Sins of the House of Borgia by Sarah Bower
Published by Sourcebooks Landmark, an imprint of Sourcebooks
1492 was not a good time to be Jewish in Spain. Esther’s father and brothers left ahead of Esther and her mother in order to set up a life for them in Rome, but eventually King Ferdinand and Queen Isabella formally expelled all Jews from Spain, and Esther and her mother were force to flee to Rome as well. It was a hard journey, and Esther’s mother died along the way, leaving Esther’s voyage in the hands of friends and neighbors. If all of that weren’t bad enough, after Esther’s arrival, her father decides that she will convert to Christianity and become a lady in waiting to Lucrezia Borgia, in order to further ingratiate Esther’s father the moneylender to Pope Alexander VI, nee Rodrigo Borgia. For one or another, Esther becomes very close to Lucrezia – and in some ways even closer to Lecrezia’s infamous brother Cesare, who bestows upon Esther the nickname Violante.
It is a pretty common historical narrative that the Borgia’s brought back the decadence of ancient Rome and added a health dose of poison, that their bed and spouse hopping made the Henry VIII’s marital history look puritanical by comparison. Even so, some of Esther’s early experiences with the Borgias seem to be almost tawdry for tawdry’s sake. Perhaps this is an accurate description of his parties, but it seemed to me that a bit more could have been left to the imagination. Partly because of the graphic nature of some of the early Borgia scenes, Sins of the House of Borgia got off to a slow and rocky start for me. While it eventually engaged me and the pace picked up, I never stopped having an issues with Esther’s intense fascination with and lust for Cesare Borgia. At their very first meeting he embarrassed and degraded her, and never showed any particular preference for her, other than writing her letters seemingly designed to lead her on. Esther was generally a very smart young woman, I found it difficult to believe that she was so incredibly stupid about a man so famously inconstant and syphilitic.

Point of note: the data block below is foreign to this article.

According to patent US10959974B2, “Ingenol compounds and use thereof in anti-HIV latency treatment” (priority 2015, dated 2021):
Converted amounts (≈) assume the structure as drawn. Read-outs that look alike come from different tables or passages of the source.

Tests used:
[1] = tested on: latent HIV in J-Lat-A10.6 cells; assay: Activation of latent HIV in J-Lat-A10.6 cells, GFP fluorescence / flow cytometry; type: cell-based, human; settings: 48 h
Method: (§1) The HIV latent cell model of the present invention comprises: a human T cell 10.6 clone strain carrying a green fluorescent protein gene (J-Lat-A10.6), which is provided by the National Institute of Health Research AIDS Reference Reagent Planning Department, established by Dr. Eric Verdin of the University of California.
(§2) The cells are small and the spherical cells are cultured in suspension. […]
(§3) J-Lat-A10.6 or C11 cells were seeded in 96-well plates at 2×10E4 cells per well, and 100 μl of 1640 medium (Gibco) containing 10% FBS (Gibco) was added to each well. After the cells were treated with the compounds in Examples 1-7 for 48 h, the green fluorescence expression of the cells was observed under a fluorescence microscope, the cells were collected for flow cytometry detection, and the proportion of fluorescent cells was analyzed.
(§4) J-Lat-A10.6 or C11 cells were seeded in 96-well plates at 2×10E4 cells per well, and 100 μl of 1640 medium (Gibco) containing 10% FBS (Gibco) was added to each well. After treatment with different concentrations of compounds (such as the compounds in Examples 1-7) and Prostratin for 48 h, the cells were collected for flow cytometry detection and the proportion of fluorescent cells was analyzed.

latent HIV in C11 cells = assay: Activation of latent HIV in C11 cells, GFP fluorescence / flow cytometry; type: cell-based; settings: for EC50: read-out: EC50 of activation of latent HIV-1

I’m still very interested in books about the Borgias, particularly some set in the years before Rodrigo’s ascension or in the early years of his Papacy, instead of nearing the end of their power as Sins of the House of Borgia was. Someone please write or recommend me a book with a good scene about the battle between Cesare and Catherina Sforza! Sins of the House of Boriga may interest those who like historical fiction that adheres to the tropes of the romance genre better than I do.
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